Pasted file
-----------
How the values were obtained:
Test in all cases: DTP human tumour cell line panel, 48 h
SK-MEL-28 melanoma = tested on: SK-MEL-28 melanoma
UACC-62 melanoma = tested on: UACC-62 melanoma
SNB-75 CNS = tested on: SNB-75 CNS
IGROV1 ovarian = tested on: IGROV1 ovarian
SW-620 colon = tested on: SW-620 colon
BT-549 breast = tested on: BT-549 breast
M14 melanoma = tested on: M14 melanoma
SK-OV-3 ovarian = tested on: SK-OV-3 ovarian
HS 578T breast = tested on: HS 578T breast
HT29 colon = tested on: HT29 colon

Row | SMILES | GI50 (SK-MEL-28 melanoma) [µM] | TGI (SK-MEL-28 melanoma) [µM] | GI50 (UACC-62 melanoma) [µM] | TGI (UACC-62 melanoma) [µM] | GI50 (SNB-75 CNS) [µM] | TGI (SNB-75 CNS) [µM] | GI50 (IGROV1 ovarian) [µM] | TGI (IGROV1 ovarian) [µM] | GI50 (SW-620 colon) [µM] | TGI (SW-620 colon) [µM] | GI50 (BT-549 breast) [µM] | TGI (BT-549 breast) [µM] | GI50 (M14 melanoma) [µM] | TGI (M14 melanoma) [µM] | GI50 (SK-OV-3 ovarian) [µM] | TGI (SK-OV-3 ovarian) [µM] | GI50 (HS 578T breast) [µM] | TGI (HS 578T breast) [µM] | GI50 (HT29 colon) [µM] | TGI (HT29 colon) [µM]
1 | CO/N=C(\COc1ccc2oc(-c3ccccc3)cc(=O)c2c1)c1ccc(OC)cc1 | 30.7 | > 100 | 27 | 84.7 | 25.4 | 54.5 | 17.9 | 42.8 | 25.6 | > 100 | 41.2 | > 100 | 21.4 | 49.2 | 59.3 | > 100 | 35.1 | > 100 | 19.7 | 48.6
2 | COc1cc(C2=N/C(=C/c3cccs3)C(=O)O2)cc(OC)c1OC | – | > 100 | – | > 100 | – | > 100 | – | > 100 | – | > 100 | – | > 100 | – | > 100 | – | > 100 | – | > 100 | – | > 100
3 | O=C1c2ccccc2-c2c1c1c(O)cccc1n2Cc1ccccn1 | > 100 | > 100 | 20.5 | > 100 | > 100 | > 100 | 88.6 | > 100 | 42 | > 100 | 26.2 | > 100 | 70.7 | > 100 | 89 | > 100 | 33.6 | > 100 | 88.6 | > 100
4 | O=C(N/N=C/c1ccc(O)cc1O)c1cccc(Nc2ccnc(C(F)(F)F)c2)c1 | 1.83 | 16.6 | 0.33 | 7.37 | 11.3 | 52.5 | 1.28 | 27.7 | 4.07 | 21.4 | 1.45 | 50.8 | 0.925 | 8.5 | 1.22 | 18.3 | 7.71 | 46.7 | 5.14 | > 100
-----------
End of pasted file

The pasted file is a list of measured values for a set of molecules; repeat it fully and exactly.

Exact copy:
How the values were obtained:
Test in all cases: DTP human tumour cell line panel, 48 h
SK-MEL-28 melanoma = tested on: SK-MEL-28 melanoma
UACC-62 melanoma = tested on: UACC-62 melanoma
SNB-75 CNS = tested on: SNB-75 CNS
IGROV1 ovarian = tested on: IGROV1 ovarian
SW-620 colon = tested on: SW-620 colon
BT-549 breast = tested on: BT-549 breast
M14 melanoma = tested on: M14 melanoma
SK-OV-3 ovarian = tested on: SK-OV-3 ovarian
HS 578T breast = tested on: HS 578T breast
HT29 colon = tested on: HT29 colon

Row | SMILES | GI50 (SK-MEL-28 melanoma) [µM] | TGI (SK-MEL-28 melanoma) [µM] | GI50 (UACC-62 melanoma) [µM] | TGI (UACC-62 melanoma) [µM] | GI50 (SNB-75 CNS) [µM] | TGI (SNB-75 CNS) [µM] | GI50 (IGROV1 ovarian) [µM] | TGI (IGROV1 ovarian) [µM] | GI50 (SW-620 colon) [µM] | TGI (SW-620 colon) [µM] | GI50 (BT-549 breast) [µM] | TGI (BT-549 breast) [µM] | GI50 (M14 melanoma) [µM] | TGI (M14 melanoma) [µM] | GI50 (SK-OV-3 ovarian) [µM] | TGI (SK-OV-3 ovarian) [µM] | GI50 (HS 578T breast) [µM] | TGI (HS 578T breast) [µM] | GI50 (HT29 colon) [µM] | TGI (HT29 colon) [µM]
1 | CO/N=C(\COc1ccc2oc(-c3ccccc3)cc(=O)c2c1)c1ccc(OC)cc1 | 30.7 | > 100 | 27 | 84.7 | 25.4 | 54.5 | 17.9 | 42.8 | 25.6 | > 100 | 41.2 | > 100 | 21.4 | 49.2 | 59.3 | > 100 | 35.1 | > 100 | 19.7 | 48.6
2 | COc1cc(C2=N/C(=C/c3cccs3)C(=O)O2)cc(OC)c1OC | – | > 100 | – | > 100 | – | > 100 | – | > 100 | – | > 100 | – | > 100 | – | > 100 | – | > 100 | – | > 100 | – | > 100
3 | O=C1c2ccccc2-c2c1c1c(O)cccc1n2Cc1ccccn1 | > 100 | > 100 | 20.5 | > 100 | > 100 | > 100 | 88.6 | > 100 | 42 | > 100 | 26.2 | > 100 | 70.7 | > 100 | 89 | > 100 | 33.6 | > 100 | 88.6 | > 100
4 | O=C(N/N=C/c1ccc(O)cc1O)c1cccc(Nc2ccnc(C(F)(F)F)c2)c1 | 1.83 | 16.6 | 0.33 | 7.37 | 11.3 | 52.5 | 1.28 | 27.7 | 4.07 | 21.4 | 1.45 | 50.8 | 0.925 | 8.5 | 1.22 | 18.3 | 7.71 | 46.7 | 5.14 | > 100